I don't think many gamers could blame me for having never heard of this one, it's probably a somewhat obscure release even for NES owners! It initially reminded me of a number of similarly early MS platformers but this one already has an advantage - everyone know ninjas are awesome and they are abundant in this quirky game! It's a spin-off of another NES game I've not heard or - Ninja Kid - and stars his younger brother who has been charged with rescuing Princess Sakura. This involves making his way through a series of stages, each of which has four floors and eight enemies which must be defeated before he can move on to the next. It's a very simple, no-frills game which I think I can safely say doesn't push the NES to its limits, but it's enormous fun and is one of those games where practise really does pay off, allowing for some lengthy and satisfying sessions.

SonSon (1984)

One of my favourite PC Engine games is SonSon II but I must admit, I've never played this original. It doesn't appear that it was released in Europe so I guess that's why but it seems like a fun little game. It takes the form of a side-viewed, multi-tiered platformer starring a monkey-like boy called SonSon who must traverse the auto-scrolling stages battling evil creatures with his magic staff. It's all pretty basic stuff, especially the graphics, but it's understandable given the age of the game which must've been among the first games released for the Famicom. The music is catchy and appealing though, and the game is fast-paced and addictive and offers a two-player game too. SonSon is a pretty decent game but it also shows me what a departure Capcom took with the sequel which is more akin to an arcade adventure.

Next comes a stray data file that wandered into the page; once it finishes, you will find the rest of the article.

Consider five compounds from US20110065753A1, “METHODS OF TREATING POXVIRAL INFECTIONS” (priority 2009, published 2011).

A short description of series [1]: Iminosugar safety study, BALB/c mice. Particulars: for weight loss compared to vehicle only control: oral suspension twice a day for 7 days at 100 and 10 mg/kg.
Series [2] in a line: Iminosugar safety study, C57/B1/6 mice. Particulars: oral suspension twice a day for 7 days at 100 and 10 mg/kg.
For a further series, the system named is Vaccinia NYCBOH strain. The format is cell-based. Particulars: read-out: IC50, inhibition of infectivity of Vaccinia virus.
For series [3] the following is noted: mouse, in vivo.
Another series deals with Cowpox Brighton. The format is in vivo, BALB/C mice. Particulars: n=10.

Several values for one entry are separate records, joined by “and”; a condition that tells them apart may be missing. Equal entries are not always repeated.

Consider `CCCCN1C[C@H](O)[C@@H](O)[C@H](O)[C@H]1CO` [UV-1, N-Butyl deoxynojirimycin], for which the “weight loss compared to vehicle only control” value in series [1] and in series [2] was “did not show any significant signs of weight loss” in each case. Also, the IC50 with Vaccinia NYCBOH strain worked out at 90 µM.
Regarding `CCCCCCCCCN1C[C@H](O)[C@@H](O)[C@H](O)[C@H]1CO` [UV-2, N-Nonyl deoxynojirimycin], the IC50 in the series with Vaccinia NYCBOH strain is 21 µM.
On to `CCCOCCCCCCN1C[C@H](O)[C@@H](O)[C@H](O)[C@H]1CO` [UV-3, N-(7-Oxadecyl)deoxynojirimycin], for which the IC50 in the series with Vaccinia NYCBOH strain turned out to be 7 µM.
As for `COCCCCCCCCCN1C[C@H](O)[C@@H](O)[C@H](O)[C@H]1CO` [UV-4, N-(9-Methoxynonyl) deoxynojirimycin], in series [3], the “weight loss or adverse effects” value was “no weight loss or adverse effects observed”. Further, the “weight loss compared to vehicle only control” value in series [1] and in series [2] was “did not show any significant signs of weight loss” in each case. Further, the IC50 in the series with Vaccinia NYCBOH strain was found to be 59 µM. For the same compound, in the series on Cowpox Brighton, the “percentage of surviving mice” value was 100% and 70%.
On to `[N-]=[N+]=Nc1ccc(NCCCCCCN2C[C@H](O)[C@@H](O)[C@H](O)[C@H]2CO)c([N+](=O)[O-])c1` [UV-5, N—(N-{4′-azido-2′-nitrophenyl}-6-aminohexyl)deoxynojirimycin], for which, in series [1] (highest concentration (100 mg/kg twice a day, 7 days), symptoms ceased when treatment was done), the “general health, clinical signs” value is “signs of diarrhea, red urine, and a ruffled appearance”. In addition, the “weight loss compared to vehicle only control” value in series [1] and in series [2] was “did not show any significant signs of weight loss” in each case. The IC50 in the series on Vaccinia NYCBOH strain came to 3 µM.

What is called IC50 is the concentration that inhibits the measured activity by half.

Sky Kid (1985)

Yet another one I've never heard of! This early Namco release is a rather curious one too being a somewhat cartoony take on a WWI shoot 'em up! I didn't know what I was doing to start with but I soon learned that I had to actually direct my little (and hard-to-spot, initially) plane sprite to take off! Once airborne, you'll fly to the left for a change where you can take out enemy planes and ground targets with your puny little pea-shooter gun but the main object of a stage is to bomb a specific mission target. The bomb must first be picked up too, so keep your eyes open for it - I didn't even notice it the first couple of times! As well as being a game I didn't know about, Sky Kids is also another one featuring rather basic presentation but I guess all that tells me is what I already know - games don't need to be flashy to be enjoyable!